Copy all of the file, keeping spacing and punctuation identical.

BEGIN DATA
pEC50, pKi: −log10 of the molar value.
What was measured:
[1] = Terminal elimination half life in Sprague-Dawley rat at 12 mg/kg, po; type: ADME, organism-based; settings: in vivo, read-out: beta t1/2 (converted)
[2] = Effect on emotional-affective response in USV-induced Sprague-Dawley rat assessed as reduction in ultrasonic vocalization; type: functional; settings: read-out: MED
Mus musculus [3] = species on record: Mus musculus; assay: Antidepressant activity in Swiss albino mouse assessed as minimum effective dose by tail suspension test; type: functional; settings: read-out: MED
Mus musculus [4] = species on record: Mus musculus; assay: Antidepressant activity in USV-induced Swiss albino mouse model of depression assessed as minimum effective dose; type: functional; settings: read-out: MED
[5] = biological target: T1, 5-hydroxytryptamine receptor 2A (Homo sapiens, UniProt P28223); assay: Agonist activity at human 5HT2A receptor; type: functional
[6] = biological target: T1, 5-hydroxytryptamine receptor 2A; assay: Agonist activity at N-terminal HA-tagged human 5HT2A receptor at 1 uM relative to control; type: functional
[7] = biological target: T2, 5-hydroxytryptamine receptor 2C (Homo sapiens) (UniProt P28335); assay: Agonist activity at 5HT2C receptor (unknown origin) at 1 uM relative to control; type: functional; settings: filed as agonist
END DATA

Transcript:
pEC50, pKi: −log10 of the molar value.
What was measured:
[1] = Terminal elimination half life in Sprague-Dawley rat at 12 mg/kg, po; type: ADME, organism-based; settings: in vivo, read-out: beta t1/2 (converted)
[2] = Effect on emotional-affective response in USV-induced Sprague-Dawley rat assessed as reduction in ultrasonic vocalization; type: functional; settings: read-out: MED
Mus musculus [3] = species on record: Mus musculus; assay: Antidepressant activity in Swiss albino mouse assessed as minimum effective dose by tail suspension test; type: functional; settings: read-out: MED
Mus musculus [4] = species on record: Mus musculus; assay: Antidepressant activity in USV-induced Swiss albino mouse model of depression assessed as minimum effective dose; type: functional; settings: read-out: MED
[5] = biological target: T1, 5-hydroxytryptamine receptor 2A (Homo sapiens, UniProt P28223); assay: Agonist activity at human 5HT2A receptor; type: functional
[6] = biological target: T1, 5-hydroxytryptamine receptor 2A; assay: Agonist activity at N-terminal HA-tagged human 5HT2A receptor at 1 uM relative to control; type: functional
[7] = biological target: T2, 5-hydroxytryptamine receptor 2C (Homo sapiens) (UniProt P28335); assay: Agonist activity at 5HT2C receptor (unknown origin) at 1 uM relative to control; type: functional; settings: filed as agonist